Computational Geometry Learning: Introduction

Teacher: Marc Glisse

  • Computational geometry and topology
  • Triangulations, simplicial complexes
  • Algorithms in high dimensions
  • Shape reconstruction
  • Geometric inference
  • Topological data analysis

Convex sets

  • Stable by

    • intersection
    • increasing union
  • Existence of tangent lines at point on the frontier

Convex hull (CH) of a set of points (set of barycenters of those points, or intersection of all convex sets containing those points)

Helly theorem

We’re in $ℝ^d$.

Radon: Consider $d+2$ points. There exist a partition $P \sqcup >Q$ of these points such that CH(P) ∩ CH(Q) ≠ ∅

Proof: $d+2 > d+1$ so the points where you add a new coordinate equal to $1$ (at the end) are linearly dependent:

\sum\limits_{ i } a_i p_i = 0\\ \sum\limits_{ i } a_i = 0

Rewrite the previous lines:

\sum\limits_{ a_i > 0 } a_i p_i = \sum\limits_{ a_i < 0 } (-a_i) p_i\\ \sum\limits_{ a_i > 0 } a_i = \sum\limits_{ a_i < 0 } (-a_i)\\


\frac{\sum\limits_{ a_i > 0 } a_i p_i}{\sum\limits_{ a_i > 0 } a_i} = \frac{\sum\limits_{ a_i < 0 } (-a_i) p_i}{\sum\limits_{ a_i < 0 } (-a_i)}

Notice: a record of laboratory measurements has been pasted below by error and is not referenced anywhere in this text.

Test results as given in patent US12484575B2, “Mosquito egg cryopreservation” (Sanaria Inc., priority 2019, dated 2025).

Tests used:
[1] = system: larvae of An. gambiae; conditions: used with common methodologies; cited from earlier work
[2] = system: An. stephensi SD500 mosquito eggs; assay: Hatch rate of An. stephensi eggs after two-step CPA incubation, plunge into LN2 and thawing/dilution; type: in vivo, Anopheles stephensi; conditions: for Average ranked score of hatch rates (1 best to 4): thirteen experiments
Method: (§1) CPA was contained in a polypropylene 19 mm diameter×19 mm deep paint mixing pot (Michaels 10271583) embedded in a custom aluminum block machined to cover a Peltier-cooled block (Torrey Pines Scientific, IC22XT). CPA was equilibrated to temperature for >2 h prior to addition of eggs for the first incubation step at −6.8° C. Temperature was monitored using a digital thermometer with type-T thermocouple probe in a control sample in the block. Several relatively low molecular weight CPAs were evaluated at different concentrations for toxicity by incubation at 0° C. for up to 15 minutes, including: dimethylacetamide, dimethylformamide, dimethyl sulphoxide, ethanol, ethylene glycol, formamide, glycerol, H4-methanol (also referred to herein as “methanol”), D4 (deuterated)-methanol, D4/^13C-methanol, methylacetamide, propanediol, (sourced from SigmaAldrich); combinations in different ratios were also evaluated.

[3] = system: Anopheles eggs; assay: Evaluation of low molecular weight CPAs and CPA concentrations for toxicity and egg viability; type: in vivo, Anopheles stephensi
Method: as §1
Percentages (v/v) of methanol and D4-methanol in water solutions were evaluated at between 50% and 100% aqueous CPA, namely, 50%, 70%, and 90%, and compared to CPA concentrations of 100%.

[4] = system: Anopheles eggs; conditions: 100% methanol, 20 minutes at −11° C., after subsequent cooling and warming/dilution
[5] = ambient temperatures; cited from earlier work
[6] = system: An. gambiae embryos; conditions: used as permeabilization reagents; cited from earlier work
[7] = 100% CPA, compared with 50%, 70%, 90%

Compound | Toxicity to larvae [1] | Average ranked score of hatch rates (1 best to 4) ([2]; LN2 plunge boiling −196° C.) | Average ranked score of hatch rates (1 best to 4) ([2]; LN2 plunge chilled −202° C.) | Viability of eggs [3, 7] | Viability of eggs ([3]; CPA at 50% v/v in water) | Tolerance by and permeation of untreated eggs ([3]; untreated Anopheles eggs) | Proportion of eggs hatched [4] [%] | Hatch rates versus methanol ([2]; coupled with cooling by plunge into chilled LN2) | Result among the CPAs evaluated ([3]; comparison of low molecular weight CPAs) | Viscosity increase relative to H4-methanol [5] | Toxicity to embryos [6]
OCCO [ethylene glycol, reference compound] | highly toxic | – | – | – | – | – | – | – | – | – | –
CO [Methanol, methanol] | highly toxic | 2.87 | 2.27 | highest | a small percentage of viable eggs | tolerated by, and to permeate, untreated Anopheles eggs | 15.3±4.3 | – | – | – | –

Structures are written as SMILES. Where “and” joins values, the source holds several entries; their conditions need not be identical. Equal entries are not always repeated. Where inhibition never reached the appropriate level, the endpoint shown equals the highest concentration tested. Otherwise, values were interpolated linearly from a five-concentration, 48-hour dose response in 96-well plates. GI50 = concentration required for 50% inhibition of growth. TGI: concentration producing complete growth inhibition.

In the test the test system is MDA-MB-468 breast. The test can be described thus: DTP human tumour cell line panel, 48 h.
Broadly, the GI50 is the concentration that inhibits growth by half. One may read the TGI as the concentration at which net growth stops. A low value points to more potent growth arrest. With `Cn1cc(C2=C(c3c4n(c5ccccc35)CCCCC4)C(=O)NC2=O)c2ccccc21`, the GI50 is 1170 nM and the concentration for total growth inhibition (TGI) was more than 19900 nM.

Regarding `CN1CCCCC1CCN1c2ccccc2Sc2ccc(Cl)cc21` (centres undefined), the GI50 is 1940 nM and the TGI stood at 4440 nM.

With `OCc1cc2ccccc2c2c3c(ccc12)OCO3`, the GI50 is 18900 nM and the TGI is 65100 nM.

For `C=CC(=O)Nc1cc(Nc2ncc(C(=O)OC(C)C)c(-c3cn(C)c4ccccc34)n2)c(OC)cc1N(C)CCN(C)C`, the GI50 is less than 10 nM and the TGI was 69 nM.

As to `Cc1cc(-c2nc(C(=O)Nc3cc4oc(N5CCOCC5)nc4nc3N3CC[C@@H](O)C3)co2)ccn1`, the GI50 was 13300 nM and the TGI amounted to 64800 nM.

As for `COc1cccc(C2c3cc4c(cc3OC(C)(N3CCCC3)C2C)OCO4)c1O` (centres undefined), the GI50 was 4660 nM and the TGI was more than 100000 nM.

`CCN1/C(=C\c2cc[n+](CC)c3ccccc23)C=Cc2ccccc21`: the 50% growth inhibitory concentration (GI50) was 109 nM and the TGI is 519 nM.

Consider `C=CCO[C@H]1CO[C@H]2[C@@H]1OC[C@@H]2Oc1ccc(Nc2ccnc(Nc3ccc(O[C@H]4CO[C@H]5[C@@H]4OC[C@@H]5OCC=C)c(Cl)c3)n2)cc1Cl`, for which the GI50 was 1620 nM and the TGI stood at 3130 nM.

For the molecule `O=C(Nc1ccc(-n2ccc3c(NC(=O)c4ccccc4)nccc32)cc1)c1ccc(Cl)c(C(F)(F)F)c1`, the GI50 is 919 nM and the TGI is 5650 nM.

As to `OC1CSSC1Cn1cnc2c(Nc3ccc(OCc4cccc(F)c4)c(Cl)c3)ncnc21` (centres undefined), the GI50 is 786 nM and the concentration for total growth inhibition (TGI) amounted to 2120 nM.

and this point is a barycenter of the two sets of points (on the left and on the right), so it’s part the convex hull of these two sets.

Helly theorem: Consider $n>d$ convex sets in $ℝ^d$.

If they all $d+1$ of them intersect, there is a common intersection point for all of them.

Proof: We have $d+2$ convex sets $S_1, …, S_{d+2}$

For all $i$, pick a

p_i ∈ \bigcap\limits_{j≠i} S_j

(it exists by hypothesis)

By Radon, there exists:

c ∈ CH(P) ∩ CH(Q)

We will show that $c ∈ S_i \quad ∀ i$

For all $i$:

∀ j ≠ i, \qquad p_j ∈ S_i

So if $p_i ∈ Q$, then $∀ p ∈ P, p ≠ p_i$, so $p ∈ S_i$, and

P ⊆ S_i


CH(P) ⊆ S_i

so $c ∈ CH(P) ⊆ S_i$.


p ∈ CH(P) ⟹ p ∈ CH(d+1 \text{ points of } P)

Scan/Graham-Schmidt algorithm: to compute the upper part of the convex hull of a set of point in 2D.

Complexity: $n \log n$ (sorting the points) + $O(n)$ (going through) + $O(n)$ (amortized backtrack)

Lower bound for CH computation: $n \log n$, because if you know how to compute the convex hull, you know how to sort numbers: consider the CH of the parabola $(x_i, x^2_i)$

Jarvis algorithm/gift wrapping: in $O(n)$, but the constant may be big, in which case the Graham-Schmidt algorithm may be more advantageous

  • In a $d$-dimensional ball: pick $n$ points uniformly at random: how many points will land on the CH? ⟶ $n^{\frac{d-1}{d+1}}$

  • Same in a $d$-dimensional square ⟶ $\log^{d-1} n$

Divide and conquer: $O(n \log n)$ Quickhull: $O(n^2)$ in worst case

Timothy Chan’s algorithm: $(n + h \frac n m) \log m$ ⟶ with $m = h$: $2n \log h$

Linear programming: in $O(n)$ in dimension $d$, but warning: the constant is exponential in the dimension

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